Starting off, I am not happy with the name. It is too long. For that reason, I am going to keep using the full name in this post to demonstrate why I don’t like it. Another reason I’m grumpy it that new microprocessor makes it incompatible with 328p code. That said,sketches (and libraries) using only the Arduino library will (likely) work fine. Anything that uses registers, like direct port manipulation, will have issues. Just like moving to any other architecture supported by the IDE. However, because it has the name “Uno,” many users will be tripped up by incompatibilities.
Keeping the name “Uno” was only there for marketing reasons. The form factor is the traditional Arduino Uno style. Which begs the question, can we retire that massive USB connector yet?
Arduino announced several new products at the 2018 Bay Area Maker Faire. One of those products is the MKR Vidor 4000, an FPGA-based board. You can read their official announcement here. (Over here is a write-up on the new Uno WiFi Rev 2.) The goal of the MKR Vidor is to make FPGA accessible to makers and innovators. It represents a new shift in hardware focus for the Arduino team.
An FPGA is a Field Programmable Gate Array. In other words, it is reconfigurable hardware. Unlike a microcontroller, an FPGA is not running software. Instead, its gate array changes configurations for a specific task.
The example I like to think about is a rotary encoder. You might find one on the spindle of a motor. As the motor spins, an IR sensor detects slits in the encoder to track speed and direction. In a microcontroller based system, you might use an interrupt to monitor the IR sensor. Even though interrupts can respond quickly, there is still a chance of missing a pulse. Plus, the rest of the microcontroller has to wait while the interrupt is handled. In an FPGA, however, you would build a hardware counter with the pulse driving the counter’s clock input. This counting happens independently of whatever else the FPGA is doing.
Unless you have a BNC or SMA connector your board, you will need a probe to get signals into an oscilloscope. Understanding what kind of oscilloscope probes are out there, which ones should you have for your scope and which ones to use for different measurements can be daunting. In this post, I look at some common scope probe types and offer some suggested measurements for each.
This post is not a comprehensive guide of oscilloscope probes. I am covering the types I have used. I do think this information should be enough to least form questions to ask your vendor before purchasing. Asking questions is important. If you have never bought specialized oscilloscope probes, you might not realize they can cost more than the scope itself. Maybe not an individual probe, but get one for each channel, and the cost rises. So picking the correct probe type is essential.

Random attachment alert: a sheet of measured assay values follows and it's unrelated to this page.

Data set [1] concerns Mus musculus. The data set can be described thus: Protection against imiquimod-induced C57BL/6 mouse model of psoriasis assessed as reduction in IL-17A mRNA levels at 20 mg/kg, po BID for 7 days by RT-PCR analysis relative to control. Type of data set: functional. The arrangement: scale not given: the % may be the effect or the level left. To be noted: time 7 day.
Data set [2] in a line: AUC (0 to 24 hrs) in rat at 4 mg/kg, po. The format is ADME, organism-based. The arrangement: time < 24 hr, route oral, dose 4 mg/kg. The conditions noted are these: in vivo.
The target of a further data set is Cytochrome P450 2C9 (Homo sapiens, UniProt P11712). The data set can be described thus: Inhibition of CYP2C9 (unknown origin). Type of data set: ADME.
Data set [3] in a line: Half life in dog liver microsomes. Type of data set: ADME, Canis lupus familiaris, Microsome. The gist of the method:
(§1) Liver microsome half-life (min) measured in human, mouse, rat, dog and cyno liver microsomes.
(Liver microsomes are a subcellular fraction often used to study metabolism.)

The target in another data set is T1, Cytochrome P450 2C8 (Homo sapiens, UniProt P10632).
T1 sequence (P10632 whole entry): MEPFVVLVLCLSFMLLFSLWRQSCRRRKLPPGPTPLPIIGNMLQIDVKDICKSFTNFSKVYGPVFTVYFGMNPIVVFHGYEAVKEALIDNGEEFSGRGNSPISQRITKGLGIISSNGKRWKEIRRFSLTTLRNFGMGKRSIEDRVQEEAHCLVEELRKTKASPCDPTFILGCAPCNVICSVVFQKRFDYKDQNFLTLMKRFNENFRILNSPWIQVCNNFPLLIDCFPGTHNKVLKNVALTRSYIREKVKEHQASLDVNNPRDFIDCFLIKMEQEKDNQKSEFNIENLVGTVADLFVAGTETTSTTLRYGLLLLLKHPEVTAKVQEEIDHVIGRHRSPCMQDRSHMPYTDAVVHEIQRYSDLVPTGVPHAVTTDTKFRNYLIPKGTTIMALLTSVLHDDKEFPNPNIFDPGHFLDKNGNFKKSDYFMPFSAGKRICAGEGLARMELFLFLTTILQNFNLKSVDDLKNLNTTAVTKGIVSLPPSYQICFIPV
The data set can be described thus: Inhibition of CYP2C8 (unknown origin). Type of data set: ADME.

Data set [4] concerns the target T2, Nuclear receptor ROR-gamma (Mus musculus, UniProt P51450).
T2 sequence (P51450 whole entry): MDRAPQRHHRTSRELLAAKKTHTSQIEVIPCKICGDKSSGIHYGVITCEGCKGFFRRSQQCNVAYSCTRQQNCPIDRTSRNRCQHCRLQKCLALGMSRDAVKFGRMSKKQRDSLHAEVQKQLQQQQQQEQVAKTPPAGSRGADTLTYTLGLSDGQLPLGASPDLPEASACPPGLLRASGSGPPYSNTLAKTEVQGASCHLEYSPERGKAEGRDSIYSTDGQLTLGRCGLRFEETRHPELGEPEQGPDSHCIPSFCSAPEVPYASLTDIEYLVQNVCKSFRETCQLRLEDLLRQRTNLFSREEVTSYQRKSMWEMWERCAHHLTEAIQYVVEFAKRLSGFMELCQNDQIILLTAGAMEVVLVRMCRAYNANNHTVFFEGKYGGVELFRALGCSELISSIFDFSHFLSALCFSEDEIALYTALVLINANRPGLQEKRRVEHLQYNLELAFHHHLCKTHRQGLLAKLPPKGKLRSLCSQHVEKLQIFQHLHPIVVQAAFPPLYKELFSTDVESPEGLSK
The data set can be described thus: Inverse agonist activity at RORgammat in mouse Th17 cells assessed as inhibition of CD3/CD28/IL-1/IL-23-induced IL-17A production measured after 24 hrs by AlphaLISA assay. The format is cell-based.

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Autodesk released EAGLE 9. This new version continues the improvement that Autodesk has been providing since acquiring the infamous ECAD tool. There are three areas I look at in this AddOhms Livestream.
How I looked at EAGLE 9
In the beginning, I use an old training class I wrote about five years ago when I was using EAGLE daily. It shows how to design a 555 flashing circuit from schematic to PCB. A follow-on class taught how to mill the PCB on a Shopbot. I might update the course and release it if I have time. The exercise class helps me find some surprises with EAGLE’s incremental improvements.
After that, I check out three new features. I also looked at the “Design Blocks” stuff which is a way to incorporate completed schematics like the Adafruit PowerBoost circuit. I need to come back and look at that function again later. Also, I am not positive, but I think that feature was introduced before 9.
1. Quick Routing
The quick routing reminds of the old “follow me” option. You can select individual airwires, entire nets, or multiple signals to route interactively. Unlike the Autorouter, which routes the board as the whole. In the video, I build a simple 555-based PCB. I couldn’t try out routing multiple signals, like address and data for DDR memory. The value I see most from this feature is selectively routing your critical signals and then quick routing the remaining non-critical nets.
2. Device Manager
This informational window provides a clean break-down of many pieces of data. Need to know what layers a footprint use? How about the length of an entire net? In the video, I show that you can use this feature to verify all of your passive components have the same package style. The information is all there, Device Manager brings it to your attention.
Spoiler Alert: I really like the Breakout Feature. (For those that say I don’t smile in videos, I did this time.) Long story short, this is a shortcut to expand all of the pins for an IC. A great example is in the AddOhms Pyramiduino DIY PCB episode. In the beginning, you can see my time lapse as I break out each of the GPIO pins. That can happen in EAGLE now with a single click.
Check it out
Have you had a chance to check out EAGLE 9 yet? If so, what are your thoughts?